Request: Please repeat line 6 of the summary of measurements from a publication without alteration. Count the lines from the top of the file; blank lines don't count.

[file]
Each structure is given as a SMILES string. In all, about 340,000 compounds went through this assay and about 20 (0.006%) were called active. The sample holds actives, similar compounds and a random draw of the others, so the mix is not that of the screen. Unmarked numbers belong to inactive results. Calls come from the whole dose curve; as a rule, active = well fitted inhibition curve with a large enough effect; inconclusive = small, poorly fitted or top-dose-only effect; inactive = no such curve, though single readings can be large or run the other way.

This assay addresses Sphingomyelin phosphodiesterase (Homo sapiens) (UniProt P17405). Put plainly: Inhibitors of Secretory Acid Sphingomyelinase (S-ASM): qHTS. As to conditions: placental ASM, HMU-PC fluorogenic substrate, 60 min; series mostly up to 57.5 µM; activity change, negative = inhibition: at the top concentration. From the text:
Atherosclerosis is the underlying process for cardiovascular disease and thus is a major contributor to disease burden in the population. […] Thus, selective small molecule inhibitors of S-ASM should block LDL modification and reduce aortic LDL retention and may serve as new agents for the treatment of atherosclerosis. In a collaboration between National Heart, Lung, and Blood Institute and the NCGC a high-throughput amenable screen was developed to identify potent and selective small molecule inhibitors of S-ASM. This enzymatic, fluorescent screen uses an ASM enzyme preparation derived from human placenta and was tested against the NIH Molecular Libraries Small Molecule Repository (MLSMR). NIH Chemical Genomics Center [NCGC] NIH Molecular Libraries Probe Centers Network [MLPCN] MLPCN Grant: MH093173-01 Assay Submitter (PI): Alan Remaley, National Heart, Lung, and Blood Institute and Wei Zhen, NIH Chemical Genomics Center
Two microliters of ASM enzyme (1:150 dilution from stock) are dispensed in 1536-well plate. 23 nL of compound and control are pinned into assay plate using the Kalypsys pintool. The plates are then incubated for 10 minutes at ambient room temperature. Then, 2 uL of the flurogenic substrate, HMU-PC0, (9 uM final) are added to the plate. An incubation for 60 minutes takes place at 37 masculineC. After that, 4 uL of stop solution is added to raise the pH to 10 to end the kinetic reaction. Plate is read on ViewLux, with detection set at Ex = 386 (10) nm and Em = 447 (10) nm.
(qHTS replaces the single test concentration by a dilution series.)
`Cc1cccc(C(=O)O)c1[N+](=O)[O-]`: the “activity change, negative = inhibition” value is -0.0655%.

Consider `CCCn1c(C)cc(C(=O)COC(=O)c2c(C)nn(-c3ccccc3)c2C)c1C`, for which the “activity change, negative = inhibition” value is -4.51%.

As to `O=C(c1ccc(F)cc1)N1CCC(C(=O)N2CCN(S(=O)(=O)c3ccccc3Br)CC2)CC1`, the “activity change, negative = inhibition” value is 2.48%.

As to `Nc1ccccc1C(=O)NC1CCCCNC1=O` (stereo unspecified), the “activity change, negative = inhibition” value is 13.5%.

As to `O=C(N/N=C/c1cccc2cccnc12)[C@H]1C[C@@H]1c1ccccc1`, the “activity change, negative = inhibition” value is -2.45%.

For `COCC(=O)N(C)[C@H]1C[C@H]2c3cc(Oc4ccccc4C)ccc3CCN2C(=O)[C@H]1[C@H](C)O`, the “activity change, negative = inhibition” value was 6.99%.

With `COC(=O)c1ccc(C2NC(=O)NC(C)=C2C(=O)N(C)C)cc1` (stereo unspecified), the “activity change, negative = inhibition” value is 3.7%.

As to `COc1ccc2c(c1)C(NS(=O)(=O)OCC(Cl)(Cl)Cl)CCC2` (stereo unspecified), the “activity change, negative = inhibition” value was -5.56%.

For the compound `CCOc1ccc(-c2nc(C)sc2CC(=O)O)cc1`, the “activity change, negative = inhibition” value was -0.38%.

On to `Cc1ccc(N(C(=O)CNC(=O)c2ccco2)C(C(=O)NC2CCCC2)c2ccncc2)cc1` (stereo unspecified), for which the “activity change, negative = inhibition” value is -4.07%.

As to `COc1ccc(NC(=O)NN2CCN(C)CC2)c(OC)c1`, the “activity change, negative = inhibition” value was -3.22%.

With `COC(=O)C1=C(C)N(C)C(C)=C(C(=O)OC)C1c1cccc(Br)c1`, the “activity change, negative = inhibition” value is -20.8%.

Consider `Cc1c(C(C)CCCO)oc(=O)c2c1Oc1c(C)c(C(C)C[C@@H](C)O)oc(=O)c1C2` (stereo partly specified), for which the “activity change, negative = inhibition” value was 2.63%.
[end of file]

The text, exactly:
`Cc1cccc(C(=O)O)c1[N+](=O)[O-]`: the “activity change, negative = inhibition” value is -0.0655%.